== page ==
Happenings

Woman missionary’s first impressions of Fairfield School

Sep 2006    

The thoughts of a young Methodist woman missionary, Grace Webster’s, first impressions of Singapore, and her first day as a teacher at Fairfield School bear consideration. Apart from being captivated by the romance of a strange and wondrous tropical island, she shares her faith in the Lord to help her tackle a job that appeared almost too challenging for her.

Webster

‘I CONFESS that the night before arriving in Singapore held little sleep for me, and it was a moonlight night. You have never seen a tropical moonlight night, so do not see the picture, but we were passing by small islands, and light houses here and there flashed their message across the water, and over all shone with indescribable clearness the glorious tropical moon.

My cabin was so light that I could note the passing of the hours by my watch. But most of the time I had my head out of the port hole drinking in the wonders of the night.

We came into port about eight o’clock on the morning of June 8 (1914). Miss Mary Olson (Principal of Fairfield School) was at the pier to meet me. We saw my baggage loaded onto a bullock cart, and then climbed into a rickshaw and set out for Fairfield.

It was a strange sensation to be riding down the actual streets of a place that had so long played so important a part in my plans and dreams. I expected everything to be queer, and was so interested in discovering what kind of queer it was going to be that it almost failed to seem queer.

We came through a very ordinary part of town, as I have since learned, but it seemed beautiful to me. The people we were passing were quite a conundrum. Were they men or were they women? Some wore their beautiful black wavy hair waving over their shoulders, and others had it bound in a knot at the back of the neck, and they all wore skirts, but surely their faces were men’s. Miss Olson informed me that they were Tamil men. The Chinese were not such a puzzle to me, for I had grown accustomed to them in Hong Kong.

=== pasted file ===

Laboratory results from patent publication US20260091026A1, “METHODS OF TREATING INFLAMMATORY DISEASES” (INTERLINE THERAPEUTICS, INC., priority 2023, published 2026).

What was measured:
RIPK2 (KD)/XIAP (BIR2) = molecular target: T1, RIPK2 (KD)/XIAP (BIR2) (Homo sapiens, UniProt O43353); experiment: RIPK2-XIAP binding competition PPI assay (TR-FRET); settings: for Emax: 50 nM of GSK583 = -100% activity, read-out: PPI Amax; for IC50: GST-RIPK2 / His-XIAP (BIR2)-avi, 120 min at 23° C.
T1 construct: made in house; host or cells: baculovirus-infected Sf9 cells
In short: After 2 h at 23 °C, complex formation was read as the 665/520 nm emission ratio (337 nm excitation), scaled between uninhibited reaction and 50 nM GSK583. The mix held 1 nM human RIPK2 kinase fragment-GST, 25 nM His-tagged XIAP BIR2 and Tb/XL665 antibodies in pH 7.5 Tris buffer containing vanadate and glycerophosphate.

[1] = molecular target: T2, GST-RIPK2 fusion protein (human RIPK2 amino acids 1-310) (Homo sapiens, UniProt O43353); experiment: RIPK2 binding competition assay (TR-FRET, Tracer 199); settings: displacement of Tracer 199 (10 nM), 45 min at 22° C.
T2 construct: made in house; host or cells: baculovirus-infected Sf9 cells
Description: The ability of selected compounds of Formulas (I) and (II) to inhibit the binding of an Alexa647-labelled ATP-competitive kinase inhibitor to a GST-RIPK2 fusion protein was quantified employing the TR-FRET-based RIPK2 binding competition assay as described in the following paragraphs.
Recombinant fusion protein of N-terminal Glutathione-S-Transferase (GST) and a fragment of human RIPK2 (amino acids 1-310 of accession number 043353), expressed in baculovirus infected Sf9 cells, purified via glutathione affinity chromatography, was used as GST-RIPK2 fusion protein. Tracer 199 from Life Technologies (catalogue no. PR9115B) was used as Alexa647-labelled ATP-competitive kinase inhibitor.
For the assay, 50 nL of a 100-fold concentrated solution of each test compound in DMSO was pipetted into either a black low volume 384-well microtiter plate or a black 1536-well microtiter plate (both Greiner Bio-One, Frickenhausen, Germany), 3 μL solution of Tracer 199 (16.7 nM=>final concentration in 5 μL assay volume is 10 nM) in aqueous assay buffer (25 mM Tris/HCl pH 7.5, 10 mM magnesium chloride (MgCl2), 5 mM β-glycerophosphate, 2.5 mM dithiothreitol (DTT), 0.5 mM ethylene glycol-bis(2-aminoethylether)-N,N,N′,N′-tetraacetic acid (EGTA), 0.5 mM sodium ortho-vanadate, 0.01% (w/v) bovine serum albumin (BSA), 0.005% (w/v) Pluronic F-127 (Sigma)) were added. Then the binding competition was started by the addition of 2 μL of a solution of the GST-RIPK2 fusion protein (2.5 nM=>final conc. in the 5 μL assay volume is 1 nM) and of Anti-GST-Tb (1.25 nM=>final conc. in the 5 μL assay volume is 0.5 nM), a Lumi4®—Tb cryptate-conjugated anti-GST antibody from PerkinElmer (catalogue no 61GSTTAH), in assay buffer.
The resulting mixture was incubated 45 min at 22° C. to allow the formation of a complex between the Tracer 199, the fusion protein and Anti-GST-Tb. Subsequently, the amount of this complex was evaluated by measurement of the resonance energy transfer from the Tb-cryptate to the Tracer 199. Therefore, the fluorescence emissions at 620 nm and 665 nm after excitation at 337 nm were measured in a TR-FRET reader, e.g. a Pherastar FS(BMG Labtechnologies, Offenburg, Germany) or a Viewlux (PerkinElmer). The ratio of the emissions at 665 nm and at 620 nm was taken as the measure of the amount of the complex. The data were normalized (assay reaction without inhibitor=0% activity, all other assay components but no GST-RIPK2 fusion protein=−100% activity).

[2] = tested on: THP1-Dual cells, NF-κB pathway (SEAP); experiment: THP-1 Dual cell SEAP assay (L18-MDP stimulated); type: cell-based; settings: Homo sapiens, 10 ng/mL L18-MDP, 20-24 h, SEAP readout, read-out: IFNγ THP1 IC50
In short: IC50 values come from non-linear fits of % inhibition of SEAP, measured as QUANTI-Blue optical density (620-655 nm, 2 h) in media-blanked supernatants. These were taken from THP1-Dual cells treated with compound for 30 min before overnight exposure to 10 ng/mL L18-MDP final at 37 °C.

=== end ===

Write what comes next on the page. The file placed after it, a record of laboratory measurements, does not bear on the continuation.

Finally we neared the beautiful new building of the Fairfield School. The school was in song, for we arrived just as they were having morning exercises. What a thrill it sent through me to hear blessed old gospel hymns issuing forth from a spot in this strange setting.

Nothing but letters from home could have kept me from immediately making my way to the singers. After reading my mail and corking up all the conflicting emotions, I could be held no longer, not even by breakfast, but went straight down to the spot, whence issued, “Good morning to you, good morning to you, good morning, dear children, good morning to you.”

I arrived just in time to join the little group with bowed heads in singing, “Father, we thank Thee for the night and for the pleasant morning light.” At the close of the prayer, the little heads bobbed up and such a sight as met my eyes. A brilliant flower garden does not describe it.

Before me I saw a group of sixty or seventy little Chinese girls and boys arrayed in the brightest pinks, greens, blues and lavenders, and the girls bedecked in anklets, bracelets, necklets and most elaborate hair ornaments. But brighter than all the rest were the sixty or seventy pairs of black eyes turned upon me – those precious little tots. I could but wonder if they were to be mine …

I found myself launched into supervising a primary department of 200 children, with scarcely a familiar stone to stand on. It was mine to tell six teachers how to do a work in which I had never had any practical experience myself, and all under such new conditions.

Humanly speaking, it was all a great mistake, for I realised that I was altogether too small to fit the place. Yet God knew my size and knew the place and had, to say the least, allowed me to come when I was trusting Him for guidance. I held this fact ever before me, and standing there I could not worry … I know God can use me, whether that be in a large capacity or small, and just as long as He chooses to use me …’ – WFMS Quarterly Review, Jan. 1915, vol.22, no.1, p.4.

Earnest Lau, the Associate Editor of Methodist Message, is also the Archivist of The Methodist Church in Singapore.

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